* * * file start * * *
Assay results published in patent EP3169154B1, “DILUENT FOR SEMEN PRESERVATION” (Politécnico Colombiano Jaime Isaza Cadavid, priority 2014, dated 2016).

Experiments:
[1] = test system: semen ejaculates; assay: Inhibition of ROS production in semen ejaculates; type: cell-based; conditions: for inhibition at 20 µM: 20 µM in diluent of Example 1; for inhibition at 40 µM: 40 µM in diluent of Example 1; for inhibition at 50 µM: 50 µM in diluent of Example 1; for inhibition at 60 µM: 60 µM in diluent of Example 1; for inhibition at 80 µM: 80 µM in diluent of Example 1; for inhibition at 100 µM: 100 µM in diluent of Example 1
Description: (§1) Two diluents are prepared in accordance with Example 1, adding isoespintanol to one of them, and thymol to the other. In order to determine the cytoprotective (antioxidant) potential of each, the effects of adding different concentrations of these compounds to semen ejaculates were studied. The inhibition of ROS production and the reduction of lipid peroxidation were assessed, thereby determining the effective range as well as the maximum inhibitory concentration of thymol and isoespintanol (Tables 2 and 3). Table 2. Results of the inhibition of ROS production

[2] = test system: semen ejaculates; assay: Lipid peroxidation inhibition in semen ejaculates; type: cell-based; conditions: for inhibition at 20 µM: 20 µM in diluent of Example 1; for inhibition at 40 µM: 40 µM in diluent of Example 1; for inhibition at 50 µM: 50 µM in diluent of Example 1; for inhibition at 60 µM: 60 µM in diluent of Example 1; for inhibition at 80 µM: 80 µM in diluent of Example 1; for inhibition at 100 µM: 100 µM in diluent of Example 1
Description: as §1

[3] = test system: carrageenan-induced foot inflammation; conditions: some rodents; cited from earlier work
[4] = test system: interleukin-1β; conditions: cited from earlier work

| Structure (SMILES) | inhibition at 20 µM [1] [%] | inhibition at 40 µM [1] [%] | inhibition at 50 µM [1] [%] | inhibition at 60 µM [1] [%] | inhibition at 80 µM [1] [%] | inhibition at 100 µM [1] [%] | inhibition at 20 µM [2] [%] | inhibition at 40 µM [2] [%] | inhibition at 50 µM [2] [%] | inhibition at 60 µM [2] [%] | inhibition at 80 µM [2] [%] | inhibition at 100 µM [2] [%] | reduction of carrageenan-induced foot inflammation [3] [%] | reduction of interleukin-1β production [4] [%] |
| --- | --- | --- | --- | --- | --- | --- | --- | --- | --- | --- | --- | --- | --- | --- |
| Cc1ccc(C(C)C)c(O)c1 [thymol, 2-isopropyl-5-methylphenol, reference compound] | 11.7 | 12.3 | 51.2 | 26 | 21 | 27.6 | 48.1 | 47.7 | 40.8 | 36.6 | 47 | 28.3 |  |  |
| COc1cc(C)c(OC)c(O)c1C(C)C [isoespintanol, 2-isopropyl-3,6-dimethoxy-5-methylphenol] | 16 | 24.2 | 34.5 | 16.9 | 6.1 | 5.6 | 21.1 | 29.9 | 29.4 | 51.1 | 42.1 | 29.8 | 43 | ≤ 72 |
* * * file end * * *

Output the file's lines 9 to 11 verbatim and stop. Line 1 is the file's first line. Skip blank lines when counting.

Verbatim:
| Structure (SMILES) | inhibition at 20 µM [1] [%] | inhibition at 40 µM [1] [%] | inhibition at 50 µM [1] [%] | inhibition at 60 µM [1] [%] | inhibition at 80 µM [1] [%] | inhibition at 100 µM [1] [%] | inhibition at 20 µM [2] [%] | inhibition at 40 µM [2] [%] | inhibition at 50 µM [2] [%] | inhibition at 60 µM [2] [%] | inhibition at 80 µM [2] [%] | inhibition at 100 µM [2] [%] | reduction of carrageenan-induced foot inflammation [3] [%] | reduction of interleukin-1β production [4] [%] |
| --- | --- | --- | --- | --- | --- | --- | --- | --- | --- | --- | --- | --- | --- | --- |
| Cc1ccc(C(C)C)c(O)c1 [thymol, 2-isopropyl-5-methylphenol, reference compound] | 11.7 | 12.3 | 51.2 | 26 | 21 | 27.6 | 48.1 | 47.7 | 40.8 | 36.6 | 47 | 28.3 |  |  |